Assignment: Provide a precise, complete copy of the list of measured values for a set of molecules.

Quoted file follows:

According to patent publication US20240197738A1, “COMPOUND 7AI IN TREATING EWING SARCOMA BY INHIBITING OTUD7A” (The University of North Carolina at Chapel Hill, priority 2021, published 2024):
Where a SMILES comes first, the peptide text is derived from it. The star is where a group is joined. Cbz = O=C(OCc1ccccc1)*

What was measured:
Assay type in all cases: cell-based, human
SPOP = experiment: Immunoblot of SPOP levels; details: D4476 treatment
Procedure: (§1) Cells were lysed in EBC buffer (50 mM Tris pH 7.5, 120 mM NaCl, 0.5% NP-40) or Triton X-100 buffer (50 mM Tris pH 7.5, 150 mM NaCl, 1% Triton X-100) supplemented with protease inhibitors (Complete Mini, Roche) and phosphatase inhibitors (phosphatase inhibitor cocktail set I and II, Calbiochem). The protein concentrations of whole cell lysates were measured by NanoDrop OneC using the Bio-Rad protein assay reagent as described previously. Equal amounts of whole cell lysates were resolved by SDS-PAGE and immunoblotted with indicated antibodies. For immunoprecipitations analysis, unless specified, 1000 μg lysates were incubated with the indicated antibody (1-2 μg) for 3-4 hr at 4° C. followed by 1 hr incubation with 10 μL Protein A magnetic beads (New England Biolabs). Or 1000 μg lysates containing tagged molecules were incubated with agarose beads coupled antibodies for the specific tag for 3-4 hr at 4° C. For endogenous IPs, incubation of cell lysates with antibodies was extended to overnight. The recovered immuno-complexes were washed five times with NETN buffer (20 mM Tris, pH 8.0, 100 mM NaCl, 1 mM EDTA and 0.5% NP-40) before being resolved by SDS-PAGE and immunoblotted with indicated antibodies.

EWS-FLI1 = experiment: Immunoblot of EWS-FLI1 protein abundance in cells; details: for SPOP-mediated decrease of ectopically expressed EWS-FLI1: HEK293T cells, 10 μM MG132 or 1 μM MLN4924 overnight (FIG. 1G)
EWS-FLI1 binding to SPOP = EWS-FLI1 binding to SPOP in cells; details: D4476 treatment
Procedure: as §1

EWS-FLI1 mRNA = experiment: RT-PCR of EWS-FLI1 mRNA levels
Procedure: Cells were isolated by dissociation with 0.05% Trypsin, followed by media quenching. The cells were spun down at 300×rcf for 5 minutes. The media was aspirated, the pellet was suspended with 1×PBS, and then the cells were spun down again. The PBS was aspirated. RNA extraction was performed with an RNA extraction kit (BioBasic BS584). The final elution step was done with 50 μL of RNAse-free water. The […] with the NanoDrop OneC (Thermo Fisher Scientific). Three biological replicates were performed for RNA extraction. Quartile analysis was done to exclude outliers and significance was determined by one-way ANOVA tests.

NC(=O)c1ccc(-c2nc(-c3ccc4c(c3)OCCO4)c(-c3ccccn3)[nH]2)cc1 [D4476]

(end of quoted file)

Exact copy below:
According to patent publication US20240197738A1, “COMPOUND 7AI IN TREATING EWING SARCOMA BY INHIBITING OTUD7A” (The University of North Carolina at Chapel Hill, priority 2021, published 2024):
Where a SMILES comes first, the peptide text is derived from it. The star is where a group is joined. Cbz = O=C(OCc1ccccc1)*

What was measured:
Assay type in all cases: cell-based, human
SPOP = experiment: Immunoblot of SPOP levels; details: D4476 treatment
Procedure: (§1) Cells were lysed in EBC buffer (50 mM Tris pH 7.5, 120 mM NaCl, 0.5% NP-40) or Triton X-100 buffer (50 mM Tris pH 7.5, 150 mM NaCl, 1% Triton X-100) supplemented with protease inhibitors (Complete Mini, Roche) and phosphatase inhibitors (phosphatase inhibitor cocktail set I and II, Calbiochem). The protein concentrations of whole cell lysates were measured by NanoDrop OneC using the Bio-Rad protein assay reagent as described previously. Equal amounts of whole cell lysates were resolved by SDS-PAGE and immunoblotted with indicated antibodies. For immunoprecipitations analysis, unless specified, 1000 μg lysates were incubated with the indicated antibody (1-2 μg) for 3-4 hr at 4° C. followed by 1 hr incubation with 10 μL Protein A magnetic beads (New England Biolabs). Or 1000 μg lysates containing tagged molecules were incubated with agarose beads coupled antibodies for the specific tag for 3-4 hr at 4° C. For endogenous IPs, incubation of cell lysates with antibodies was extended to overnight. The recovered immuno-complexes were washed five times with NETN buffer (20 mM Tris, pH 8.0, 100 mM NaCl, 1 mM EDTA and 0.5% NP-40) before being resolved by SDS-PAGE and immunoblotted with indicated antibodies.

EWS-FLI1 = experiment: Immunoblot of EWS-FLI1 protein abundance in cells; details: for SPOP-mediated decrease of ectopically expressed EWS-FLI1: HEK293T cells, 10 μM MG132 or 1 μM MLN4924 overnight (FIG. 1G)
EWS-FLI1 binding to SPOP = EWS-FLI1 binding to SPOP in cells; details: D4476 treatment
Procedure: as §1

EWS-FLI1 mRNA = experiment: RT-PCR of EWS-FLI1 mRNA levels
Procedure: Cells were isolated by dissociation with 0.05% Trypsin, followed by media quenching. The cells were spun down at 300×rcf for 5 minutes. The media was aspirated, the pellet was suspended with 1×PBS, and then the cells were spun down again. The PBS was aspirated. RNA extraction was performed with an RNA extraction kit (BioBasic BS584). The final elution step was done with 50 μL of RNAse-free water. The […] with the NanoDrop OneC (Thermo Fisher Scientific). Three biological replicates were performed for RNA extraction. Quartile analysis was done to exclude outliers and significance was determined by one-way ANOVA tests.

NC(=O)c1ccc(-c2nc(-c3ccc4c(c3)OCCO4)c(-c3ccccn3)[nH]2)cc1 [D4476]